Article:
Exhibit A in this group is Michael Hastings’ 2012 Rolling Stone profile of Bergdahl. Hastings, like many others, didn’t appreciate the way the war was going, and he used Bergdahl to channel some of his reasoned disgust. In his telling, Bergdahl is essentially a conscientious objector, a thoughtful young man home-schooled in philosophy and ethics by observant Calvinists in rural Idaho with a quixotic but ultimately sympathetic plan to travel the world in search of action and adventure. When Bergdahl was 20, he went to Paris to learn French so he could join the French Foreign Legion (the group rejected him). Later, he dreamed of creating a unit with “some military people dressed up like UN people” to kill warlords whose militias prey on civilians in Africa. He joined the Army and was sent to Afghanistan, only to find that the whole thing was a “deception.” In the words of his father, Bob: “We were given a fictitious picture, an artificially created picture of what we were doing in Afghanistan.”
Hastings’ piece gets at Bergdahl’s youthful naiveté; he “often came across more like a boy on an adventure than a soldier preparing for war,” fellow soldiers recalled. But there are also signs that he was disconnected from reality in ways that suggest deeper psychological difficulties. At times, Bergdahl seemed to be “living in a novel,” his father told Hastings. “He wanted to be a mercenary, wanted to be a free gun,” one of his unit mates, Jason Fry, recalled. Fry spoke of hearing “crazy” stories about Bergdahl.
Other accounts published after Bergdahl’s release sharpen the idea that he was psychologically unbalanced, based in part on the soldier’s diary and letters home. Kim Harrison, a close friend of Bergdahl’s to whom he sent journals and his laptop, told The Washington Post that she was “concerned about the portrayal of Bergdahl as a calculating deserter,” a characterization she says is at odds with her understanding of him as “sensitive and vulnerable.”
In Harrison’s view, Bergdahl was “the perfect example of a person who should not have gone” to war. He had previously been discharged from the Coast Guard on psychological grounds, she said. But Bergdahl enlisted at a time when the Army needed more bodies and was issuing waivers to get as many people in as possible, despite criminal records, health conditions, and other things that would normally have kept them from serving.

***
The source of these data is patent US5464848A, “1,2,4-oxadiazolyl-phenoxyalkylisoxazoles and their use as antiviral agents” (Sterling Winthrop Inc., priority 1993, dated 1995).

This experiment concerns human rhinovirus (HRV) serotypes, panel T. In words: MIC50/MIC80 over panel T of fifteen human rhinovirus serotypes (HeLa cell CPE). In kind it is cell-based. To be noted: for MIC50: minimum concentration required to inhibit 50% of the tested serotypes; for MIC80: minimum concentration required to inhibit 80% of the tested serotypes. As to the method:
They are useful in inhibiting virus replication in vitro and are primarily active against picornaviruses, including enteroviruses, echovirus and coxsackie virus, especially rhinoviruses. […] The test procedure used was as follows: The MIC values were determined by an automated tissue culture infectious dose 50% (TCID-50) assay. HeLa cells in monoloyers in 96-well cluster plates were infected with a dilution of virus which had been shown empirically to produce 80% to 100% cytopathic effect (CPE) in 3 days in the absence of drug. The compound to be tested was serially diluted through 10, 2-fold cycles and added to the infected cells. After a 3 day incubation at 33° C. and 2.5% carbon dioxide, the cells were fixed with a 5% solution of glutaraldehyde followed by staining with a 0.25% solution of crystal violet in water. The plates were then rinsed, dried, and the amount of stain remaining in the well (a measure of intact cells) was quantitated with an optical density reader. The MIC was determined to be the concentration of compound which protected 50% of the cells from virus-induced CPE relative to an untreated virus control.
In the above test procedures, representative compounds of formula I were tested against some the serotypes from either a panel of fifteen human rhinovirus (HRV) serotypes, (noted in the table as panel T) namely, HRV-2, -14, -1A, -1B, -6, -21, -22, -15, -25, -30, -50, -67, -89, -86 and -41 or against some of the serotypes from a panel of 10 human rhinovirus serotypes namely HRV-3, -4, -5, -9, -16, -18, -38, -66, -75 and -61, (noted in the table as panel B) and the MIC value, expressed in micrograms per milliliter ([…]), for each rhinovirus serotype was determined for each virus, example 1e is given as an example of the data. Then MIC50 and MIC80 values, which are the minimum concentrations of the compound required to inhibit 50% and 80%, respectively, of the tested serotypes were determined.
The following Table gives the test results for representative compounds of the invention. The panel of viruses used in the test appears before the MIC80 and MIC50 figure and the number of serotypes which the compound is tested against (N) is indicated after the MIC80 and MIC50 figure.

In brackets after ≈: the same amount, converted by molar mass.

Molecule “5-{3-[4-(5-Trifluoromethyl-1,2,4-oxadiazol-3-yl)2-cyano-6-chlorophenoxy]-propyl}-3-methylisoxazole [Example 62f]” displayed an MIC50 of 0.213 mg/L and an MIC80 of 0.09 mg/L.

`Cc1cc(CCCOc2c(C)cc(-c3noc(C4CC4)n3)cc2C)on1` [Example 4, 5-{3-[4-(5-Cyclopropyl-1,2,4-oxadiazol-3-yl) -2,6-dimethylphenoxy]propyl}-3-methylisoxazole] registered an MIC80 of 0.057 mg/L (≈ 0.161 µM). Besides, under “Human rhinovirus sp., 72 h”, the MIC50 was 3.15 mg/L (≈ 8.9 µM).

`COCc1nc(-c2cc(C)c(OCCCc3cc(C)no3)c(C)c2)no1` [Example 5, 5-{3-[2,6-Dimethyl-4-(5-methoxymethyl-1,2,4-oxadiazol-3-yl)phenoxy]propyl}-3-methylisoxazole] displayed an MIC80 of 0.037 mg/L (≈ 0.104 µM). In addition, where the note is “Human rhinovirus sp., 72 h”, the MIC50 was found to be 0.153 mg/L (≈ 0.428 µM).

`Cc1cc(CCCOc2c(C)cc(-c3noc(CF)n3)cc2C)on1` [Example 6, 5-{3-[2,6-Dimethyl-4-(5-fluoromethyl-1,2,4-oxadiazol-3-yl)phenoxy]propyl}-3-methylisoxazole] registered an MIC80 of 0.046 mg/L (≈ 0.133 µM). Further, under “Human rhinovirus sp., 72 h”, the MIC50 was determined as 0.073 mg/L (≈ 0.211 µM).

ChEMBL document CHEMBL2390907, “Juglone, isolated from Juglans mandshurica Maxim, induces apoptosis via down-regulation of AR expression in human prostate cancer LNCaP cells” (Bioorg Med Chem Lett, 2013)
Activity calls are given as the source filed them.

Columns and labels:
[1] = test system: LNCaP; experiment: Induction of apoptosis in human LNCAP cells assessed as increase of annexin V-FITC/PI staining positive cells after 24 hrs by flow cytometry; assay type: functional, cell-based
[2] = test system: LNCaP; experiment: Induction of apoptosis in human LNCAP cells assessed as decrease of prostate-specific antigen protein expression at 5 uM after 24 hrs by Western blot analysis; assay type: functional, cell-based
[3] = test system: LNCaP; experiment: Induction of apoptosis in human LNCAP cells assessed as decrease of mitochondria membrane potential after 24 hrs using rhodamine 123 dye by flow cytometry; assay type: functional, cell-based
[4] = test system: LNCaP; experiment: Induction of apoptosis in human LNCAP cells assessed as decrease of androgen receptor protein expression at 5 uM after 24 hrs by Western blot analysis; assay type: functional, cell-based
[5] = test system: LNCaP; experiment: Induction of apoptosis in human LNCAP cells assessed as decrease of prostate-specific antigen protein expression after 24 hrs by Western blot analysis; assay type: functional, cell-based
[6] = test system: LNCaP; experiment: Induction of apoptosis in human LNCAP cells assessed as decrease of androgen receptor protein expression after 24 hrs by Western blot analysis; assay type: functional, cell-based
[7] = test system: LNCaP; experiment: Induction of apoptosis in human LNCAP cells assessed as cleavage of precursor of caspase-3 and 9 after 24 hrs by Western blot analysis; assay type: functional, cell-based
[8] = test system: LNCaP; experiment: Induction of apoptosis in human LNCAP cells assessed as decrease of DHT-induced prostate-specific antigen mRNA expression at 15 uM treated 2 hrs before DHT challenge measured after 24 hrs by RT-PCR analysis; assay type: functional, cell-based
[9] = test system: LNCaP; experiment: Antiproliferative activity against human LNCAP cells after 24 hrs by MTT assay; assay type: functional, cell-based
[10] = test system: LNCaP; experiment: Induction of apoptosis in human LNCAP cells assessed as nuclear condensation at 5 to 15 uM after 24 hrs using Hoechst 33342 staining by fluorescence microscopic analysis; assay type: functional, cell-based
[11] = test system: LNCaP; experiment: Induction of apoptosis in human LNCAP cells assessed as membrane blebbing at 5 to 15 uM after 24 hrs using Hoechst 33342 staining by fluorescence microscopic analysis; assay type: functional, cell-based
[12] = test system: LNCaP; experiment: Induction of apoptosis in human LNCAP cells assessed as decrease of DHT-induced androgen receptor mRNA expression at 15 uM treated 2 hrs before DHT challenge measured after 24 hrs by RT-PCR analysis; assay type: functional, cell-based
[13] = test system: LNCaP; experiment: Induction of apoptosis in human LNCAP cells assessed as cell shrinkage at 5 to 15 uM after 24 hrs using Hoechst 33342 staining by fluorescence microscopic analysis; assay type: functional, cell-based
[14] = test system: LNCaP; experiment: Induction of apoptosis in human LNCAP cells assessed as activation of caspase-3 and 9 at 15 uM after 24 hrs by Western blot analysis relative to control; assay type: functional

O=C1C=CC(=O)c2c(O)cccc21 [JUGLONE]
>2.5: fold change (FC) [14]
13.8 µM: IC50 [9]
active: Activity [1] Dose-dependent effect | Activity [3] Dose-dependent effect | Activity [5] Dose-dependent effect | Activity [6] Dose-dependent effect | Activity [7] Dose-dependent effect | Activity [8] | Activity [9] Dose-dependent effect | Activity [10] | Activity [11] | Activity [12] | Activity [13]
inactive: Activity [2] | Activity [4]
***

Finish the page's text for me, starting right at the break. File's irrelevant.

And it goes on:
The Times reported that a note Bergdahl left when he walked away from his base suggested that “he had become disillusioned with the Army, did not support the American mission in Afghanistan, and was leaving to start a new life.” (Three days later, the paper backtracked a bit, citing a classified military investigation into Bergdahl’s disappearance that doesn’t mention any such letter, though the retired officer who told reporters about it “insisted” that it existed.) In Hastings’ account, Bergdahl emerges as a reasoned critic of his commanders, his undisciplined fellow soldiers, and the war itself. A mission he was on had gone awry, and a fellow soldier and friend had been killed. In a final email to his parents in late June 2009, Bergdahl wrote:
The future is too good to waste on lies. And life is way too short to care for the damnation of others, as well as to spend it helping fools with their ideas that are wrong. I have seen their ideas and I am ashamed to even be american[sic]. The horror of the self-righteous arrogance that they thrive in. It is all revolting . . .. I am sorry for everything here. These people need help, yet what they get is the most conceited country in the world telling them that they are nothing and that they are stupid, that they have no idea how to live.
Bergdahl sounds clear and cogent in the email, but elsewhere his writing conveys emotional and psychological unrest. “I’ve spent a lot of my life thinking blackness was all I had in front of me, that it would be blackness to the very last instent[sic],” he wrote in a journal, according to the Post. “I know this is not right. I know that there is light in this darkness, and that I can actuly[sic] reach it if I keep walking, keep moving to it.”
“War is foggy, or some such thing, and not all eyewitness accounts are accurate—you know the clichés,” Richard Cohen wrote in his Post piece criticizing Obama’s too-tender treatment of Bergdahl’s parents. The fog of war may be a cliché, but our penchant for portraying soldiers as either heroes or cowards is a more dangerous one.Vanessa M. Gezari is the author of The Tender Soldier, which came out in paperback in August 2014. She teaches at Columbia Journalism School. This story was published in the September/October 2014 issue of CJR with the headline, "Heroes and traitors."